Knowing that I would not achieve the required altitude to fly over the rocky regions for my return flight, I elected to do climbing spirals to gain the altitude. With only 50 fpm or less over land, I wondered if the Columbia River would offer some change in air density due to the water temperature being a bit cooler than land temperature. So we did the climbing spiral over the river, which netted me 25 to 50 fpm more in climb performance
Once I reached my target altitude, I started north along the route of return and began focusing on trimming the airplane and leaning the engine. The fuel gauges had been consistent with what I expected on fuel burn during our climb. I knew that the circling would burn through more than planned originally, but the gauges still seemed to be offering me peace of mind that I was ok on fuel, until we reached the point directly between Mt. St. Helens and Mt. Rainier. Then the left gauge started bouncing between empty and one quarter tank and the right gauge bouncing between one half and one quarter full. How much fuel do I actually have? Why is that left tank going down faster than the left? What happens if it runs out first? Will the fuel still feed from the right without interruption?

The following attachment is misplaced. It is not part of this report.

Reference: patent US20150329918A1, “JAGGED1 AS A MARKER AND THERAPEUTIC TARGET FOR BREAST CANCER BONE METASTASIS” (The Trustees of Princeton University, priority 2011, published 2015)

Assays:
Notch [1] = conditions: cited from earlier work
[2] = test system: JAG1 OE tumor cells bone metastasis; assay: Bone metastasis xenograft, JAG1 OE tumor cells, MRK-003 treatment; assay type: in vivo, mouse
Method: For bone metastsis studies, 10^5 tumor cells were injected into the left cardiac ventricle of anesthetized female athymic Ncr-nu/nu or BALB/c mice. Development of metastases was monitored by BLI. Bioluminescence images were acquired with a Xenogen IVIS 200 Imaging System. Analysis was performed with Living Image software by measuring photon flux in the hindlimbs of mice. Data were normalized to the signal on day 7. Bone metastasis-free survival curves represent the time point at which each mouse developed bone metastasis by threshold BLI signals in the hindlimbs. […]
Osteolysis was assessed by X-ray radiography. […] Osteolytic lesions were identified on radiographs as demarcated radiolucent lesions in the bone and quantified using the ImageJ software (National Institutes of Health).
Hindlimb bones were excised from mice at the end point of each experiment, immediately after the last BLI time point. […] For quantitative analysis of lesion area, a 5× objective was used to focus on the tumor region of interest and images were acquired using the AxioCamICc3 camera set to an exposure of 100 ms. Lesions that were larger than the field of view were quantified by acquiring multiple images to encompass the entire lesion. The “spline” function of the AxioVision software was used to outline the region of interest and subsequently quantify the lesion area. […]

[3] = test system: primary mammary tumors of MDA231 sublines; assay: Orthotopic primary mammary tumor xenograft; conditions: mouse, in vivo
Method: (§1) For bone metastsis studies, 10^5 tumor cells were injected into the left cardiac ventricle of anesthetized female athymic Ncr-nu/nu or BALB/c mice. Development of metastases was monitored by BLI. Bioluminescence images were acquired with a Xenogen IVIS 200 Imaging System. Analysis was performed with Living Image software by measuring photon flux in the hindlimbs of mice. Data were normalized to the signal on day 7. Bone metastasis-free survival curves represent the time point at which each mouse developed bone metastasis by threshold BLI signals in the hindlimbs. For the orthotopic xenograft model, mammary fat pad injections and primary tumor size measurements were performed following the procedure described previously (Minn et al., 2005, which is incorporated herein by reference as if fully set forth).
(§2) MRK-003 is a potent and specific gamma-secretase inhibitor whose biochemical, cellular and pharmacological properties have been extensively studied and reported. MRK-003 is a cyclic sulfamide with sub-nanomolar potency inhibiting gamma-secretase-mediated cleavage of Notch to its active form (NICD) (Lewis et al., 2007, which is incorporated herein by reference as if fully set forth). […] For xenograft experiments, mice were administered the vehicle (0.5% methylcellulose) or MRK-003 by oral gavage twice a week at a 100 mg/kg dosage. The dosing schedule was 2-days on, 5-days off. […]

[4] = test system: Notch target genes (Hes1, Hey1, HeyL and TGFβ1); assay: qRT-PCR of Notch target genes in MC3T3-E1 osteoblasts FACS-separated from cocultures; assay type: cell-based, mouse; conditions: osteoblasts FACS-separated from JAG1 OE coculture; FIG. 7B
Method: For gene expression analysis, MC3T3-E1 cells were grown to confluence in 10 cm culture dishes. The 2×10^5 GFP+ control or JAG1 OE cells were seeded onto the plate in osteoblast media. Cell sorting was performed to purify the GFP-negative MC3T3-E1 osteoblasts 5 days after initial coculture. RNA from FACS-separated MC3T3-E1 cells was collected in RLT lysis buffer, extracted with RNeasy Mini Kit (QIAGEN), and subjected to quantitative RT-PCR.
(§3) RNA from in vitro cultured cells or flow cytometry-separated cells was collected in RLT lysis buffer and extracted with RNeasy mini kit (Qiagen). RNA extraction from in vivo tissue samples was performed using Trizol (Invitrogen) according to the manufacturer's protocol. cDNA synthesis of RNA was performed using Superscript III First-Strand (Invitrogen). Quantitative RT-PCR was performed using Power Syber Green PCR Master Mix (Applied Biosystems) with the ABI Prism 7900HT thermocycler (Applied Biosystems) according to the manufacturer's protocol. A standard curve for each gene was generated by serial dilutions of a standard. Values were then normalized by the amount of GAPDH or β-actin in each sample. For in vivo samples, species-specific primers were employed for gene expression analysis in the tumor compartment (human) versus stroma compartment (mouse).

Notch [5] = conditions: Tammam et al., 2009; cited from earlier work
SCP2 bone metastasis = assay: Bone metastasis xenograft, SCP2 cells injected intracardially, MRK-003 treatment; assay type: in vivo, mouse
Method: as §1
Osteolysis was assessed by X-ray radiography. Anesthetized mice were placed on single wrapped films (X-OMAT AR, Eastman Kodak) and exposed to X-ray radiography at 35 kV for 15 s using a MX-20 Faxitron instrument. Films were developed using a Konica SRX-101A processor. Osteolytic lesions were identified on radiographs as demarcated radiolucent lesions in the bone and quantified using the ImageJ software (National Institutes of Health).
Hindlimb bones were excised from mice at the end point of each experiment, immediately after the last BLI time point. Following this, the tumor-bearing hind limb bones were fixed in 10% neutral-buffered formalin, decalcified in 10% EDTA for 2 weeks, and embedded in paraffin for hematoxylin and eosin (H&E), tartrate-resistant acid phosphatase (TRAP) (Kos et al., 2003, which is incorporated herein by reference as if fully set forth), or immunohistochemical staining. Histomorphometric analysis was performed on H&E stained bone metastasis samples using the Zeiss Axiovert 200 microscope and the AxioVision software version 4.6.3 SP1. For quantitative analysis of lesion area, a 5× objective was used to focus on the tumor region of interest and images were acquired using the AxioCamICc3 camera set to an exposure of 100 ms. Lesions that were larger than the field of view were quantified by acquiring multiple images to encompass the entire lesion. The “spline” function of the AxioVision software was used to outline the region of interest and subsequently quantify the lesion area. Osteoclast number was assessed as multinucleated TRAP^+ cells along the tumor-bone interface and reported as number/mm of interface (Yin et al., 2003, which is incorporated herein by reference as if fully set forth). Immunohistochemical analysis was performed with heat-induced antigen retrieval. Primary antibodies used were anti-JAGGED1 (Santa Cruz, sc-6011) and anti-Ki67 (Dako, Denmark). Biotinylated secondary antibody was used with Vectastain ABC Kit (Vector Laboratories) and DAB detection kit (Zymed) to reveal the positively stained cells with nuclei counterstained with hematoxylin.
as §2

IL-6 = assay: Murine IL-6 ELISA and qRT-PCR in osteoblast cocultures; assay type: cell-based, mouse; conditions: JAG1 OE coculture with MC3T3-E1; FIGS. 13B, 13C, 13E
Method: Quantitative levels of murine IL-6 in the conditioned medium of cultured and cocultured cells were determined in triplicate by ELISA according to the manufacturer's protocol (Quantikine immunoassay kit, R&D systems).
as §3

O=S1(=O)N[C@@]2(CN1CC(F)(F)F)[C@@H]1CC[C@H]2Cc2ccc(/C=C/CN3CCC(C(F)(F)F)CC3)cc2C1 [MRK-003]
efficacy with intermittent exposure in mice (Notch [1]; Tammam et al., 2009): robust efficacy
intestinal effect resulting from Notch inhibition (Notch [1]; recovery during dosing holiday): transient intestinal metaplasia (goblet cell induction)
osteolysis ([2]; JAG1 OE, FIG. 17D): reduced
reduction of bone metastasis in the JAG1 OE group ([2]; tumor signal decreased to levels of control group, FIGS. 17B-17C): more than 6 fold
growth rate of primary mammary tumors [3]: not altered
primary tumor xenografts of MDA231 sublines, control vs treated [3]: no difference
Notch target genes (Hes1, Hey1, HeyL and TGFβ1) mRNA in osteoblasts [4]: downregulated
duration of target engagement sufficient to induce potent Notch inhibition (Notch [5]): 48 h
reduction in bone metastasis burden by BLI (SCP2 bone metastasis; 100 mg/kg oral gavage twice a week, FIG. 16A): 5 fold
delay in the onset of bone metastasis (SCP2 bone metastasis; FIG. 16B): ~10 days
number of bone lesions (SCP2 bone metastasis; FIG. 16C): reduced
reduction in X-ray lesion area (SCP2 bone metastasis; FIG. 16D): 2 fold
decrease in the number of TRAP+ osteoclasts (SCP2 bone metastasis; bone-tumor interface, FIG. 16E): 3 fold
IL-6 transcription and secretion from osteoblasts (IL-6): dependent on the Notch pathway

For the first time, I was truly concerned about my safety, and that of my son, in an airplane. How had I let myself get in this situation? What are my options? Will I become a statistic? Looking down at the terrain below me, I know there are no “good” places to set an airplane down that has just run out of fuel. Should I turn around and go back to Hood River? No, I was a little more than half way home but regardless, even if I filled up at Hood River, based on my previous takeoff, I likely wouldn’t get off the runway with the added load of full fuel. What were my options?
This flight took place before we had EFB capabilities on the iPad through ForeFlight or Garmin Pilot, but the 172 I was flying did have a Garmin 430. Having spent time with Garmin simulators and having taken training for the Garmin G1000, I was aware of the capabilities of these units. I immediately went to the NRST function on the GPS and started to cycle trough the airports, looking for one that had fuel. KPLU popped up showing self-service fuel and it was only 20 miles away. That’s when I punched the Direct To button and changed course.